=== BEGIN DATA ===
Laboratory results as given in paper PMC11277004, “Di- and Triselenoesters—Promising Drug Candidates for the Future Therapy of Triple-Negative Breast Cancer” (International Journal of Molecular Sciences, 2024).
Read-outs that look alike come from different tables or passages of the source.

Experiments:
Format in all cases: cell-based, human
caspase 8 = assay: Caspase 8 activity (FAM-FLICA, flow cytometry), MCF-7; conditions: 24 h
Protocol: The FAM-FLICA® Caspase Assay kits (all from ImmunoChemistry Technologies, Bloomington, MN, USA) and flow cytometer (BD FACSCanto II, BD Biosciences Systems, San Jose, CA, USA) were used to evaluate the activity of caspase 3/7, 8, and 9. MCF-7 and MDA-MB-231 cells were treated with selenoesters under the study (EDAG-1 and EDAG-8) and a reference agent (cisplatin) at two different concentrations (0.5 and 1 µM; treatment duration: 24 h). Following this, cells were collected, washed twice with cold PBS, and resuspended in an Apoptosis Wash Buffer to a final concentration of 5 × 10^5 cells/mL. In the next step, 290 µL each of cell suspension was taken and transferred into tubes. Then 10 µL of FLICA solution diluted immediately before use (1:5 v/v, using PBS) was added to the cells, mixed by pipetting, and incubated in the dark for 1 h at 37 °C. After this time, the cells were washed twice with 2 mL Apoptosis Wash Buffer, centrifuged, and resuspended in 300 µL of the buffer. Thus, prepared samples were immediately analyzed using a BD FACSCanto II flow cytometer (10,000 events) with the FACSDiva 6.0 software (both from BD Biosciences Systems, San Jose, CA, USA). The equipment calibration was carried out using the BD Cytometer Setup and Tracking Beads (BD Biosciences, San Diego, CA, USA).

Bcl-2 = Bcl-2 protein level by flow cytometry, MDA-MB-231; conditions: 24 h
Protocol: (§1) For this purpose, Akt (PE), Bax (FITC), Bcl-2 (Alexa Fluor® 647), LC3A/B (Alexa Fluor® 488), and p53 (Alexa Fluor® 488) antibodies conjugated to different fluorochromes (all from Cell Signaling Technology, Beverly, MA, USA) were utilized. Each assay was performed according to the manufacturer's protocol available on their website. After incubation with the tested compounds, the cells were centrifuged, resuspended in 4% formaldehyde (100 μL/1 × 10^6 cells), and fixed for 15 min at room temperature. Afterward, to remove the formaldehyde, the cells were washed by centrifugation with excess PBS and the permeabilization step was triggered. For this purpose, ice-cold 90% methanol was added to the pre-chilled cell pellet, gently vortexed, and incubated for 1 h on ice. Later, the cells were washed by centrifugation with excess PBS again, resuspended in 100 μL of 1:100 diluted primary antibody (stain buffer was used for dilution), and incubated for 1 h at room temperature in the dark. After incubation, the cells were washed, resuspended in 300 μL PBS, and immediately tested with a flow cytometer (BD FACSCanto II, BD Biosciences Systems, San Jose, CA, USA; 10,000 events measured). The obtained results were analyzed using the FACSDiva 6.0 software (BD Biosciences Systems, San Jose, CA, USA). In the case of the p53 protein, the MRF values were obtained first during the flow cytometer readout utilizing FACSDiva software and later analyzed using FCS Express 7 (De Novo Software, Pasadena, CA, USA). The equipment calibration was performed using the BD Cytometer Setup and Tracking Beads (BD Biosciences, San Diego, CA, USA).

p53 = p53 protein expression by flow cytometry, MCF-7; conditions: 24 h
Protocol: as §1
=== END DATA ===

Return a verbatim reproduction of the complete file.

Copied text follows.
Laboratory results as given in paper PMC11277004, “Di- and Triselenoesters—Promising Drug Candidates for the Future Therapy of Triple-Negative Breast Cancer” (International Journal of Molecular Sciences, 2024).
Read-outs that look alike come from different tables or passages of the source.

Experiments:
Format in all cases: cell-based, human
caspase 8 = assay: Caspase 8 activity (FAM-FLICA, flow cytometry), MCF-7; conditions: 24 h
Protocol: The FAM-FLICA® Caspase Assay kits (all from ImmunoChemistry Technologies, Bloomington, MN, USA) and flow cytometer (BD FACSCanto II, BD Biosciences Systems, San Jose, CA, USA) were used to evaluate the activity of caspase 3/7, 8, and 9. MCF-7 and MDA-MB-231 cells were treated with selenoesters under the study (EDAG-1 and EDAG-8) and a reference agent (cisplatin) at two different concentrations (0.5 and 1 µM; treatment duration: 24 h). Following this, cells were collected, washed twice with cold PBS, and resuspended in an Apoptosis Wash Buffer to a final concentration of 5 × 10^5 cells/mL. In the next step, 290 µL each of cell suspension was taken and transferred into tubes. Then 10 µL of FLICA solution diluted immediately before use (1:5 v/v, using PBS) was added to the cells, mixed by pipetting, and incubated in the dark for 1 h at 37 °C. After this time, the cells were washed twice with 2 mL Apoptosis Wash Buffer, centrifuged, and resuspended in 300 µL of the buffer. Thus, prepared samples were immediately analyzed using a BD FACSCanto II flow cytometer (10,000 events) with the FACSDiva 6.0 software (both from BD Biosciences Systems, San Jose, CA, USA). The equipment calibration was carried out using the BD Cytometer Setup and Tracking Beads (BD Biosciences, San Diego, CA, USA).

Bcl-2 = Bcl-2 protein level by flow cytometry, MDA-MB-231; conditions: 24 h
Protocol: (§1) For this purpose, Akt (PE), Bax (FITC), Bcl-2 (Alexa Fluor® 647), LC3A/B (Alexa Fluor® 488), and p53 (Alexa Fluor® 488) antibodies conjugated to different fluorochromes (all from Cell Signaling Technology, Beverly, MA, USA) were utilized. Each assay was performed according to the manufacturer's protocol available on their website. After incubation with the tested compounds, the cells were centrifuged, resuspended in 4% formaldehyde (100 μL/1 × 10^6 cells), and fixed for 15 min at room temperature. Afterward, to remove the formaldehyde, the cells were washed by centrifugation with excess PBS and the permeabilization step was triggered. For this purpose, ice-cold 90% methanol was added to the pre-chilled cell pellet, gently vortexed, and incubated for 1 h on ice. Later, the cells were washed by centrifugation with excess PBS again, resuspended in 100 μL of 1:100 diluted primary antibody (stain buffer was used for dilution), and incubated for 1 h at room temperature in the dark. After incubation, the cells were washed, resuspended in 300 μL PBS, and immediately tested with a flow cytometer (BD FACSCanto II, BD Biosciences Systems, San Jose, CA, USA; 10,000 events measured). The obtained results were analyzed using the FACSDiva 6.0 software (BD Biosciences Systems, San Jose, CA, USA). In the case of the p53 protein, the MRF values were obtained first during the flow cytometer readout utilizing FACSDiva software and later analyzed using FCS Express 7 (De Novo Software, Pasadena, CA, USA). The equipment calibration was performed using the BD Cytometer Setup and Tracking Beads (BD Biosciences, San Diego, CA, USA).

p53 = p53 protein expression by flow cytometry, MCF-7; conditions: 24 h
Protocol: as §1